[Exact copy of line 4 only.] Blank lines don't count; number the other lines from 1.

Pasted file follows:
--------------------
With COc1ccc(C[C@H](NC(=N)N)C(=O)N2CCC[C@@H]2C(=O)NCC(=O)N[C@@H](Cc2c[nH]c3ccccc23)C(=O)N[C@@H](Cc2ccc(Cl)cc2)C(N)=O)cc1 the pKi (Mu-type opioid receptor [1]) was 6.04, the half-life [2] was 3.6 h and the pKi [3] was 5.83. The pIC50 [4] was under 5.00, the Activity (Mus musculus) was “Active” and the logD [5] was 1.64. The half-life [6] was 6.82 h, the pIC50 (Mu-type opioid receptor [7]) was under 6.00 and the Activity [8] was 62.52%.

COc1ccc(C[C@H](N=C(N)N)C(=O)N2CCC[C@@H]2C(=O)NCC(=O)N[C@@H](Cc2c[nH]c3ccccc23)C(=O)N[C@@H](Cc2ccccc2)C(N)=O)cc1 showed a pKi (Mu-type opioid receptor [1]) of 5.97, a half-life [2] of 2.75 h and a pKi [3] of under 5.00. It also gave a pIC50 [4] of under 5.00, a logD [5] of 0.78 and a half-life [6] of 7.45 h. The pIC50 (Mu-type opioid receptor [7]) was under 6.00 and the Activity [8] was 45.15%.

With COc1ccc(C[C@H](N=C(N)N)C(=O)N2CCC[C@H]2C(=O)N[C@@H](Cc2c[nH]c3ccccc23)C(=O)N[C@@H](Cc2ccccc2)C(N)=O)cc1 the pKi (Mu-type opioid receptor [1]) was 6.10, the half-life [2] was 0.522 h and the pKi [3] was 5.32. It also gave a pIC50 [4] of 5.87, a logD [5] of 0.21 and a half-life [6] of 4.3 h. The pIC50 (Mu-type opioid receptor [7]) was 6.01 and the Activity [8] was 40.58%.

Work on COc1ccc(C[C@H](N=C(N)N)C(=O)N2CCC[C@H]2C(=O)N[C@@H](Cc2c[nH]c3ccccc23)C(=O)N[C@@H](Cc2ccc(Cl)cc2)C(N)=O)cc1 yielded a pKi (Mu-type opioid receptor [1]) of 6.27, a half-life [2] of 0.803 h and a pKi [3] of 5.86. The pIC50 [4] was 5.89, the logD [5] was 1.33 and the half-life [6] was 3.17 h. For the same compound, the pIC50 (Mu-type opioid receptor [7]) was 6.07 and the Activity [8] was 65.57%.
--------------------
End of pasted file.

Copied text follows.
Work on COc1ccc(C[C@H](N=C(N)N)C(=O)N2CCC[C@H]2C(=O)N[C@@H](Cc2c[nH]c3ccccc23)C(=O)N[C@@H](Cc2ccc(Cl)cc2)C(N)=O)cc1 yielded a pKi (Mu-type opioid receptor [1]) of 6.27, a half-life [2] of 0.803 h and a pKi [3] of 5.86. The pIC50 [4] was 5.89, the logD [5] was 1.33 and the half-life [6] was 3.17 h. For the same compound, the pIC50 (Mu-type opioid receptor [7]) was 6.07 and the Activity [8] was 65.57%.